Ivermectin, on the other hand, is a drug usually used against parasites and showed some promise in the early stages of COVID. However, other research has indicated that it may not be as effective for COVID treatment. 

For those that received ivermectin, 7.7 percent developed long COVID compared to 8.1 percent who received a matched placebo.

“Neither ivermectin nor fluvoxamine had a significant effect on the incidence of long COVID,” reported the study authors.

This finding is noteworthy given the global attention ivermectin has received as a possible treatment for COVID-19. While some had hoped that ivermectin might offer a dual benefit by both treating acute COVID-19 and preventing long COVID, the findings from this current study suggest otherwise.

The Ever-Evolving Battle Against Long COVID

The persistent challenge of long COVID continues to strain healthcare systems worldwide as we grapple with the lingering aftermath of the COVID-19 pandemic. Long COVID, or Post-Acute Sequelae of SARS-CoV-2 infection (PASC), is an umbrella term for a wide range of symptoms that continue for weeks, months, or even years following the initial recovery from the virus. 

In the U.S. alone, according to recent data from the CDC, approximately 15 percent of individuals who contracted COVID-19 report symptoms of long COVID, underscoring the magnitude of this crisis. Moreover, females appear to be impacted at nearly twice the rate of men. 

Hundreds of symptoms characterize long COVID, including but not limited to cognitive challenges or ‘brain fog,’ breathlessness, chest discomfort, sleeping disturbances, fevers, gastrointestinal complications, anxiety, and depression. A recently published study revealed that fatigue is one of the most severe symptoms experienced by patients, so much so that it diminishes their quality of life to levels likened to those diagnosed with cancer or stroke.

Long COVID has been observed in severe and mild COVID-19 cases and can affect individuals regardless of age, underlying health conditions, or the severity of their initial infection. 

Notably, long COVID also poses significant social and economic impacts. Numerous patients struggle to resume work and everyday activities. The additional demand for ongoing care and support places an intense burden on healthcare systems, underlining the lasting repercussions of the disease.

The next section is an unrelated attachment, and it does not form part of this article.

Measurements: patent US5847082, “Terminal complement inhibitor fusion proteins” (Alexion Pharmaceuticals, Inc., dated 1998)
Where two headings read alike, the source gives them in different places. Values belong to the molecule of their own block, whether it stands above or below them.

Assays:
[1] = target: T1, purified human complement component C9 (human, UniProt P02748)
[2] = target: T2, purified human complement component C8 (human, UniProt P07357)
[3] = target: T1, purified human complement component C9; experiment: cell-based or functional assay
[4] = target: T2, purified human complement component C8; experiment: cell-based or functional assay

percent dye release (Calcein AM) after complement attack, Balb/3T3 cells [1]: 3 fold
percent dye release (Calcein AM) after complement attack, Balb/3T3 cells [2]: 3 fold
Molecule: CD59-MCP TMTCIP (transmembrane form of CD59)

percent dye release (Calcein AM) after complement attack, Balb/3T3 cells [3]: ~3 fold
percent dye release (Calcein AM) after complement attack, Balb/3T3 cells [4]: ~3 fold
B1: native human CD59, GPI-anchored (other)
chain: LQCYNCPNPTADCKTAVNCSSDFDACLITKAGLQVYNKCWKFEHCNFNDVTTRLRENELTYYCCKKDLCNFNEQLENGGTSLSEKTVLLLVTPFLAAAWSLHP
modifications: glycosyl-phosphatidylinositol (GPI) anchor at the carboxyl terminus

Limitations and Implications

The research concentrated on individuals over 30 who are overweight, leaving unanswered questions about the effects of metformin on younger or less overweight populations. The participant pool was also largely white, offering a limited representation of other racial and ethnic communities.

The research focused on first-time COVID-19 infections. Hence it is unclear whether metformin would be similarly protective against long COVID in individuals who had previously contracted the virus. The study did not imply that metformin is an effective treatment for long COVID but instead emphasized its potential as a preventive measure. 

Despite these constraints, the study carries significant implications. If subsequent studies can validate these results, metformin may present a safe, economical, and widely available strategy to counteract the enduring effects of COVID-19. Nevertheless, the need for more comprehensive research remains paramount.

Best Comments

We've curated some of the best comments on this article from Epochtimes.

Well this appears to be another smear study to target ivermectin. I had Covid and went without a sense of smell for 18 months. Tried aroma training and other suggested methods to recover. Finally took ivermectin and after 2-3 days my sense of smell returned about 50%. Was taking metformin the entire time. Not a slur against metformin but getting tired of the false campaign targeting ivermectin.
- PapaA